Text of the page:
Thursday, 13 February 2003: 8:45 AM
Toward the real-time observation of hydrologic land surface fluxes from space: Data assimilation using the ensemble Kalman filter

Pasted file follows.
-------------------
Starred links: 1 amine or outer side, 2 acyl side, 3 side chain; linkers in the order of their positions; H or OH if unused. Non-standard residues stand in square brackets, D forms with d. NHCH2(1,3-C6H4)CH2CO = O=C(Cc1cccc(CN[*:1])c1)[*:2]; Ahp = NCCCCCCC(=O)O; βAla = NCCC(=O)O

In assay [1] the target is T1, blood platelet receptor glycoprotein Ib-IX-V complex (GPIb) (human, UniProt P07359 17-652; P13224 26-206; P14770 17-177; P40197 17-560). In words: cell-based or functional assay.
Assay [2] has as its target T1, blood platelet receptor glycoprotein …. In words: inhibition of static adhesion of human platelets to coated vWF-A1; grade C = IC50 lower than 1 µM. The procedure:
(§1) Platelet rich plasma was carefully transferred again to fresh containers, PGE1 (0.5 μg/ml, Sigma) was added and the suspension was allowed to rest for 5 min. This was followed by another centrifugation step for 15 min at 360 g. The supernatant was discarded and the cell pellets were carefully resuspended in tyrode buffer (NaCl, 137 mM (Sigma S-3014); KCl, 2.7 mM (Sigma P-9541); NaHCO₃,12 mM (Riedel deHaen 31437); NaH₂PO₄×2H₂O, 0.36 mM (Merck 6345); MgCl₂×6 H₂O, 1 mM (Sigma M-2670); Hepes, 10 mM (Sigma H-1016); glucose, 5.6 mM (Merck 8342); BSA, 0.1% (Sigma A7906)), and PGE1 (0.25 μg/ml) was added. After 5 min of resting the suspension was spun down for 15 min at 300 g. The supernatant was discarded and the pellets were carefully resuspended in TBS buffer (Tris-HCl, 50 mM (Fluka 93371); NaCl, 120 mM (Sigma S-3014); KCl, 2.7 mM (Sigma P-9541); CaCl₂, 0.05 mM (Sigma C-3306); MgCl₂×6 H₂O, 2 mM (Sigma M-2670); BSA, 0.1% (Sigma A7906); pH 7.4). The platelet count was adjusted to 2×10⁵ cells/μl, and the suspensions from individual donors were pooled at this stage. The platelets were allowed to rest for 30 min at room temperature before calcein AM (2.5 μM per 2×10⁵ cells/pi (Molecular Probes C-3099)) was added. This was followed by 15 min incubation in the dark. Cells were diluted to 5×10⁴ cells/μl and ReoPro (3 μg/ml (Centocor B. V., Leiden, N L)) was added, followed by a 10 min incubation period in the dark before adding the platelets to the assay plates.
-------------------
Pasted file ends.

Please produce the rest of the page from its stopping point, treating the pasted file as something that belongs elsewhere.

Remotely sensed radiance measurements provide useful but indirect observations of the land surface states (moisture and temperature) that ultimately control the fluxes of moisture and energy at the surface. These measurements typically are characterized by infrequent sampling, have coarse spatial resolution, and are sensitive only to the state in the upper few centimeters of the soil column. Mathematical models can be used to interpolate and extend data but rely on many simplifications and approximations that depend on inputs that are difficult to obtain over extensive areas. The only effective way to achieve flux estimates with the accuracy and coverage required for hydrologic and meteorological applications is to merge information from satellites, ground-based stations, and models. Here we describe a data assimilation procedure based on the ensemble Kalman filter (EnKF). This technique is appealing because it is easy to implement and is capable of including non-traditional model error in the assimilation framework. Two case studies are used to illustrate the potential for real-time flux estimation using remote sensing measurements. In the first example, an application to the Southern Great Plains 1997 (SGP97) field experiment shows the ability to estimate surface fluxes from the assimilation of airborne L-band microwave observations. Results from the SGP97 application of the EnKF include large scale maps of soil moisture estimates and comparisons of estimated soil moisture and latent heat flux to ground truth measurements (gravimetric and flux tower observations). The ground truth comparisons show that the filter is able to track soil moisture fluctuations and the associated variability in surface fluxes. In the second example, an application to the First ISLSCP Field Experiment (FIFE) site in Kansas is used to illustrate the estimation of surface fluxes through the assimilation of surface infrared temperature and standard reference-level micrometeorological measurements. Results show that using both surface temperature and reference-level micrometeorology measurements allows for the accurate and robust estimation of land surface fluxes even during non-ideal conditions, where the evaporation rate is atmospherically-controlled and boundary layer advection-related model errors are present. Overall, the results from these field tests indicate that the ensemble Kalman filter is an accurate, efficient, and flexible data assimilation option that is able to extract useful information from remote sensing measurements.